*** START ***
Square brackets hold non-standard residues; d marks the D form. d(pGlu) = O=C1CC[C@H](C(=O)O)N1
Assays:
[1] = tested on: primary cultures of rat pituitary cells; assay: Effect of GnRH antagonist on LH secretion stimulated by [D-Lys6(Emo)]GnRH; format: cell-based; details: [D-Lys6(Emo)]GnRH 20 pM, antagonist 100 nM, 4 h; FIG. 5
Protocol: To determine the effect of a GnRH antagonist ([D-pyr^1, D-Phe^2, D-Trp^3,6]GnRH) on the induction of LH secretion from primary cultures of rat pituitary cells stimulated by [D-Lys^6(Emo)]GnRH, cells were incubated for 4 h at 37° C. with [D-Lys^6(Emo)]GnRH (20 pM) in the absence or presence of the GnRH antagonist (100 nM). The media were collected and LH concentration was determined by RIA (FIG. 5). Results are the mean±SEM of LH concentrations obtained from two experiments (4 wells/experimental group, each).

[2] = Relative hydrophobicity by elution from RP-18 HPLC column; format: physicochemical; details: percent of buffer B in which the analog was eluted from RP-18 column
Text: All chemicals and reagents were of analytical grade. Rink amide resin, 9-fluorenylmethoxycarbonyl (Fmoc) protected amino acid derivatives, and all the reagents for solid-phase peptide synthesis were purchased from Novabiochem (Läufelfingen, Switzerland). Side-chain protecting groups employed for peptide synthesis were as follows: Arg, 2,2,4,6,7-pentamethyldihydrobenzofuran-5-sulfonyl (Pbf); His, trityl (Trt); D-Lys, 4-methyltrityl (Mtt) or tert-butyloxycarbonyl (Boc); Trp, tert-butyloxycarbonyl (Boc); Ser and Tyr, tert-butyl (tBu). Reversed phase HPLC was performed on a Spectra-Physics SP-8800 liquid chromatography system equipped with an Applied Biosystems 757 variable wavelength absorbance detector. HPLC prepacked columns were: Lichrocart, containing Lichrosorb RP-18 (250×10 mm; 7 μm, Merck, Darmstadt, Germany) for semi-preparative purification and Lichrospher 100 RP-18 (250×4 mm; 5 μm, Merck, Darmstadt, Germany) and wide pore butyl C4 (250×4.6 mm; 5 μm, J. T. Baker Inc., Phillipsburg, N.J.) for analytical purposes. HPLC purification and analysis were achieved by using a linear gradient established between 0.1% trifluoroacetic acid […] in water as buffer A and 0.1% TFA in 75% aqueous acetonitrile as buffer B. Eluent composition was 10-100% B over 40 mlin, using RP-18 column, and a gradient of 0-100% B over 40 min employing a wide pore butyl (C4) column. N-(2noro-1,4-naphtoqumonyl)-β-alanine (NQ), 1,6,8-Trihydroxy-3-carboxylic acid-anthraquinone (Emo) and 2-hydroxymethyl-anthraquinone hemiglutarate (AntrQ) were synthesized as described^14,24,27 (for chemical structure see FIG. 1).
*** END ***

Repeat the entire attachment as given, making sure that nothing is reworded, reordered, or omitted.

Square brackets hold non-standard residues; d marks the D form. d(pGlu) = O=C1CC[C@H](C(=O)O)N1
Assays:
[1] = tested on: primary cultures of rat pituitary cells; assay: Effect of GnRH antagonist on LH secretion stimulated by [D-Lys6(Emo)]GnRH; format: cell-based; details: [D-Lys6(Emo)]GnRH 20 pM, antagonist 100 nM, 4 h; FIG. 5
Protocol: To determine the effect of a GnRH antagonist ([D-pyr^1, D-Phe^2, D-Trp^3,6]GnRH) on the induction of LH secretion from primary cultures of rat pituitary cells stimulated by [D-Lys^6(Emo)]GnRH, cells were incubated for 4 h at 37° C. with [D-Lys^6(Emo)]GnRH (20 pM) in the absence or presence of the GnRH antagonist (100 nM). The media were collected and LH concentration was determined by RIA (FIG. 5). Results are the mean±SEM of LH concentrations obtained from two experiments (4 wells/experimental group, each).

[2] = Relative hydrophobicity by elution from RP-18 HPLC column; format: physicochemical; details: percent of buffer B in which the analog was eluted from RP-18 column
Text: All chemicals and reagents were of analytical grade. Rink amide resin, 9-fluorenylmethoxycarbonyl (Fmoc) protected amino acid derivatives, and all the reagents for solid-phase peptide synthesis were purchased from Novabiochem (Läufelfingen, Switzerland). Side-chain protecting groups employed for peptide synthesis were as follows: Arg, 2,2,4,6,7-pentamethyldihydrobenzofuran-5-sulfonyl (Pbf); His, trityl (Trt); D-Lys, 4-methyltrityl (Mtt) or tert-butyloxycarbonyl (Boc); Trp, tert-butyloxycarbonyl (Boc); Ser and Tyr, tert-butyl (tBu). Reversed phase HPLC was performed on a Spectra-Physics SP-8800 liquid chromatography system equipped with an Applied Biosystems 757 variable wavelength absorbance detector. HPLC prepacked columns were: Lichrocart, containing Lichrosorb RP-18 (250×10 mm; 7 μm, Merck, Darmstadt, Germany) for semi-preparative purification and Lichrospher 100 RP-18 (250×4 mm; 5 μm, Merck, Darmstadt, Germany) and wide pore butyl C4 (250×4.6 mm; 5 μm, J. T. Baker Inc., Phillipsburg, N.J.) for analytical purposes. HPLC purification and analysis were achieved by using a linear gradient established between 0.1% trifluoroacetic acid […] in water as buffer A and 0.1% TFA in 75% aqueous acetonitrile as buffer B. Eluent composition was 10-100% B over 40 mlin, using RP-18 column, and a gradient of 0-100% B over 40 min employing a wide pore butyl (C4) column. N-(2noro-1,4-naphtoqumonyl)-β-alanine (NQ), 1,6,8-Trihydroxy-3-carboxylic acid-anthraquinone (Emo) and 2-hydroxymethyl-anthraquinone hemiglutarate (AntrQ) were synthesized as described^14,24,27 (for chemical structure see FIG. 1).